So I'm taking flying lessons in a Cessna 150, a little two-seater plane that looks like a budget coupe with wings. Since I'm getting my license here, that means I have to get a medical clearance and apply for the license from the Philippines Air Transportation Office. And this, like everything else here, was not normal.
I took the day off on Thursday to do this. I went with Joseph, who works at my flight school, to the ATO. The organization was pretty typical Filipino: A maximum number of offices, minimum efficiency so you go to each one many different times, and no one's in a particular hurry to do anything. First I went to the main office, where the lady gave me a little piece of paper so I could go to the cashier across the hall and pay for the process. So I paid, and brought the Official Receipt (like the freakin' Holy Grail in this country. Everyone speaks of the Official Receipt with such reverence. You must get your Official Receipt!) back to the woman in the main office. (Later, I paid the Main Office Lady for the doctor's fee, and some other unexplained fee. Perhaps it just went into her purse. It's hard to argue with the entire cash outlay for the day was less than US$8.) She then sent me to the optometrist.
Before we walked in, Joseph said, "Be careful of the depth perception test. It took me 7 tries." Great.
Perhaps this woman was an optometrist. Or maybe the older guy who hovered around was an optometrist. She didn't say enough for me to know. I sat in a chair and she covered my left eye and said, "Read those," referring, I could only assume, to four letters on the opposite wall, even though she was looking at the floor. I read the letters without trouble, then she did the left eye. And I noticed how much my eyesight has degraded in that eye... I need to go to a real optometrist.
Then the woman pushed me into a dark closet, and I braced myself for an elaborate kidnapping scheme designed to trap middle-class U.S. diplomats interesting in flying. Then turned on one of those lighted eye test machines, and said, "You have a pen? Here is a paper. Write down on each line which is floating." "Huh?," I replied, as I stood alone in the dark.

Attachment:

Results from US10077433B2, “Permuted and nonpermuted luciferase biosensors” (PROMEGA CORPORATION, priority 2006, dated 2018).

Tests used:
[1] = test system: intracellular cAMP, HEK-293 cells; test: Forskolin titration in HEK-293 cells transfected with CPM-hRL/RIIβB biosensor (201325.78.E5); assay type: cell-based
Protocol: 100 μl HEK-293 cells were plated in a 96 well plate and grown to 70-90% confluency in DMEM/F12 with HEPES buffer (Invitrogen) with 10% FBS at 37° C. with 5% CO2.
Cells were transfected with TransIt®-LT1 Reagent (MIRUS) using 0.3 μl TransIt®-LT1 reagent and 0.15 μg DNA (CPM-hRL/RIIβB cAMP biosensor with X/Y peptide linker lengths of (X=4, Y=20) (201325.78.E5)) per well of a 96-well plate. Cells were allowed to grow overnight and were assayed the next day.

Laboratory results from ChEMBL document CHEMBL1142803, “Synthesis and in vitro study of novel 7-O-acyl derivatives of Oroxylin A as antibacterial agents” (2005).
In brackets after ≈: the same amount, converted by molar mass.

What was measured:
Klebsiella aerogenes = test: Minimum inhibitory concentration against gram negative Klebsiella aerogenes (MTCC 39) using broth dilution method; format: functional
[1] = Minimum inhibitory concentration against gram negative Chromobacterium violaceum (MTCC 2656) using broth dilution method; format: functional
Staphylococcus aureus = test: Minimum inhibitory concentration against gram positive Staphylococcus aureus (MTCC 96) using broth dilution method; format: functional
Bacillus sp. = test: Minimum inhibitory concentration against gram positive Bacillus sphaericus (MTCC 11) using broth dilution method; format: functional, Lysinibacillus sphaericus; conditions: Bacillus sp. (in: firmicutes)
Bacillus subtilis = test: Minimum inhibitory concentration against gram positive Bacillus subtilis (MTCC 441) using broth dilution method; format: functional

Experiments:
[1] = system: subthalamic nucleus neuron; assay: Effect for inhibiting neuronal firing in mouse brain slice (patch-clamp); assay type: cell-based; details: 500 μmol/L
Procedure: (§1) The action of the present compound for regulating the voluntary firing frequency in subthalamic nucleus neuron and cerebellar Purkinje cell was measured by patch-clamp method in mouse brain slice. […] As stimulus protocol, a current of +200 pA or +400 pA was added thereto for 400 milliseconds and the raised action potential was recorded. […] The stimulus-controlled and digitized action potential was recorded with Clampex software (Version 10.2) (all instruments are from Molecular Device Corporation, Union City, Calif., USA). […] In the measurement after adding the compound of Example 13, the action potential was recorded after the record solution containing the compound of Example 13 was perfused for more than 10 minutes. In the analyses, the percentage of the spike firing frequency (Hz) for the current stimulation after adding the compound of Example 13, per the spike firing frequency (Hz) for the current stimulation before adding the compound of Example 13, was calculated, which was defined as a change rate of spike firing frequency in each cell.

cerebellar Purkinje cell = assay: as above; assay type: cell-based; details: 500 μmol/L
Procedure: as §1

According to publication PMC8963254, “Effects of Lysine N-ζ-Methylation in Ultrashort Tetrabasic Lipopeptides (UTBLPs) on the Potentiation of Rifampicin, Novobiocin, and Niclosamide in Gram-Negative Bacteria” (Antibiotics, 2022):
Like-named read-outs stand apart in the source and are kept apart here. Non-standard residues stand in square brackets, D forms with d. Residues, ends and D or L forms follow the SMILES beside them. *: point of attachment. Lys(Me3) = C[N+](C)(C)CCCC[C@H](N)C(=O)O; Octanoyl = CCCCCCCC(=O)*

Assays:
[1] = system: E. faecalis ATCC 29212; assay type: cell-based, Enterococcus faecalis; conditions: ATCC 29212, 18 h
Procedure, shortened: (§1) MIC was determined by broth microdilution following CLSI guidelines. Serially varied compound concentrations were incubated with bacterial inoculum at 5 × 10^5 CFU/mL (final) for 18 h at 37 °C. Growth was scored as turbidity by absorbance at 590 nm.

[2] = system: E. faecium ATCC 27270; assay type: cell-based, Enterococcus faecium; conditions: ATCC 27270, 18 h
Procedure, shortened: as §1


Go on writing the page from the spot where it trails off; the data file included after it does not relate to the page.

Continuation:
I had a little blank slip of paper, I noticed as my eyes adjusted to the dark. I looked into the machine, and saw the numbers 1 2 3 4 on the top. None seemed to be doing anything. Then there was a grid with the letters A through H vertically on the left, followed by the numbers 1 2 3 4 5 6 on the rows. Still, none seemed to float. So there I sat in a darkened, overheated closet, with a pen and little slip of paper, looking at nothing that floats, overhearing the staff talk in Tagalog about the latest allegations that the First Gentleman, Mike Arroyo, hid a bunch of his wife's campaign contributions. (I can understand that much Tagalog, just enough to make sure they're not talking about me.)
Eventually I figured that in each row, a number would float. But still none floated. So I wiggled my head around, and tried other little tricks. Staring at them didn't help -- eventually they _all_ seemed to float! I wrote down my "answers" and gave them to the woman. All wrong. Great. I gave her some excuse that I didn't understand _ which I didn't _ and tried again. After more headaches and straining, some did seem to float. Sort of.
I know I really do have depth perception. It's not like I walk into walls ... my kids do, but I don't.
I got more right than wrong. Which seemed to be Good Enough. Then she took me back into the closet to determine to stick a device in my ear to see if I could hear.
After that, it was urine (involving a cup and a corner. Which in the Third World, is the definition of a clean bathroom.) and dental. Surely you don't need teeth to fly, do you? Turns out the only boxes on that form are "OK to Fly" and "Extraction Needed." So the test was to make sure I don't need a root canal at 2,000 feet.
During these jaunts, the secret has gotten out. I'm a Diplomat. Worse, I'm a U.S. Diplomat. The dentist asks me for "help" with getting a visa. I'm eager to "help" all I can, by giving advice.
By the time the doctor has checked all the tests and declared me fit to fly, I had a little party in the main office. The Main Office Lady, the Dentist, and the Pretty Urine Girl. The MOL has a sister in the States, and I have to tell her that it will take about 22 years to get an immigrant visa, assuming her sister petitions for her now. MOL also has a son who is not pleased with me after MOL remarks that I'm younger than he is, and look what I'm doing. The dentist brags to the rest how I said that she has a good case for a tourist visa. Then she asks how she can immigrate. She has no immediate relatives in the States, so... I suggest Canada. It's a beautiful country. They get the little joke. All of them ask for my business card, and I hand them over, wincing in advance about what calls I might get. Pretty Urine Girl just sits there, smiling at me. Perhaps she is thinking about getting in via the Fiancee visa, and hasn't noticed my ring.
It would never work. I just handed her a cup of warm pee.
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